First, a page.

While it’s been a very cool spring, it has, until the past few days, been very dry. May’s rains, as inconvenient as they may be for those wanting to play outdoors, are needed to help mitigate against what was shaping up to be a potentially dangerous wildfire season.
While over the past few years our region has been relatively quiet on the wildfire front, that doesn’t mean we’ve put our wildfire prevention efforts on the back burner. On the contrary, our Forestry Initiatives Program has been actively carrying out fuel treatments on the Crown forests in the wildland-urban interface (WUI) zone around the City.
One of these treatments is now a community trail network that is actively used by residents all year round and is a perfect place to go for a walk, jog, or bike ride and learn more about forest fuel treatments. These trails are located on the old Prince George highway adjacent to the airport; youtu.be/_xWzd-oH3JI
The City of Quesnel is responsible for creating and implementing a comprehensive Community Wildfire Protection Plan (CWPP) that identifies areas in the WUI that need these fuel management treatments. The City’s CWPP has also identified that the largest portion of the land base in the CWPP area is private land, not crown forest.
The private land in the WUI also needs to be managed through the lens of wildfire prevention. As such, the City’s Forestry Initiatives Program supports the implementation of the FireSmart program throughout the City … and May is FireSmart month!
FireSmart is a program designed specifically to assist homeowners to conduct a wildfire risk assessment of their property and undertake a treatment plan to reduce that risk and give firefighters the best possible chance to defend and protect their property and the community.
Homeowners can take simple steps this spring to FireSmart their property by:
- cleaning all combustible material from their roof and gutters;
- pruning low branches of coniferous trees (evergreens) to create a two-meter clearance from the ground (removing “ladder fuels”);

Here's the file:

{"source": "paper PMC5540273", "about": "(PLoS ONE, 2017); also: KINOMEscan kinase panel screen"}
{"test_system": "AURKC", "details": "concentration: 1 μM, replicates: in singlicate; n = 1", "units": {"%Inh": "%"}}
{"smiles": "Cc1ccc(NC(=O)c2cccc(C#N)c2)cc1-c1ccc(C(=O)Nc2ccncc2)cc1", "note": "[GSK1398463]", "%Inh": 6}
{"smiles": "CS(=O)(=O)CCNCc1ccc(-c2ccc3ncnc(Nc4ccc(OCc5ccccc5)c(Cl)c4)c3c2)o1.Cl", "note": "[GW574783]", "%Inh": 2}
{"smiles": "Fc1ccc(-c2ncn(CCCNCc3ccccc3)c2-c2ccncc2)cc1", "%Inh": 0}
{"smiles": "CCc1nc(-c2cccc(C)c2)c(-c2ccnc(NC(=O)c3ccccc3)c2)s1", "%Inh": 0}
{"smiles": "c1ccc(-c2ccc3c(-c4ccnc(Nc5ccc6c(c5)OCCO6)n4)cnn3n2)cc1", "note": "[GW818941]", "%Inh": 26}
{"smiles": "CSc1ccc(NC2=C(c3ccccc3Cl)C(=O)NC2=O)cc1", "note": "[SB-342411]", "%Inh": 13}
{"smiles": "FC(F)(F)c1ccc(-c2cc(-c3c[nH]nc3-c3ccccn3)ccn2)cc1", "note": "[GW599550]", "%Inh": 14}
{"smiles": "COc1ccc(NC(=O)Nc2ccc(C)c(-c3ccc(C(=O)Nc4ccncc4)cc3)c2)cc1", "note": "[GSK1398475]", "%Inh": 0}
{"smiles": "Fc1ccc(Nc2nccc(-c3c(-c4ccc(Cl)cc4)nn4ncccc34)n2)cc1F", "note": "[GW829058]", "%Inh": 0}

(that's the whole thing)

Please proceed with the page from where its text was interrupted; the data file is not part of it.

- ensuring woodpiles are stored away from the home;
- cleaning underneath decks to remove combustible materials;
- cleaning up any brush piles, fallen branches, and standing dead trees; and,
- ensuring a minimum of 1.5 metres of non-combustible surface (mineral soil, rocks, bricks etc.) extends around their entire home and any attachments, such as decks.
You can learn more about the City’s FireSmart program and planned activities on our Forestry Initiatives Program.
The City’s FireSmart implementation effort involves citywide education and support and a concentrated neighbourhood by neighbourhood campaign. For the next few years, the neighbourhood program will be focused on South Hills.
A specialist contractor has been retained to assist South Hills residents to conduct assessments and FireSmart on their property. The City’s goal is to assist South Hills, or portions of this neighbourhood, to achieve designation under the “FireSmart Canada Neighbourhood Recognition Program.” A rebate program is also available to assist homeowners with some of the costs associated with fire-smarting their property.
For more information on the South Hills Neighbourhood FireSmart program please contact Ted Traer at firstname.lastname@example.org.
We will all need to do our part to ensure Quesnel is prepared for the next and future wildfire seasons, the City is actively engaged in this mitigation work and is also providing the knowledge and tools for all homeowners to actively participate in this effort too. Let’s roll up our sleeves together and become a FireSmart community.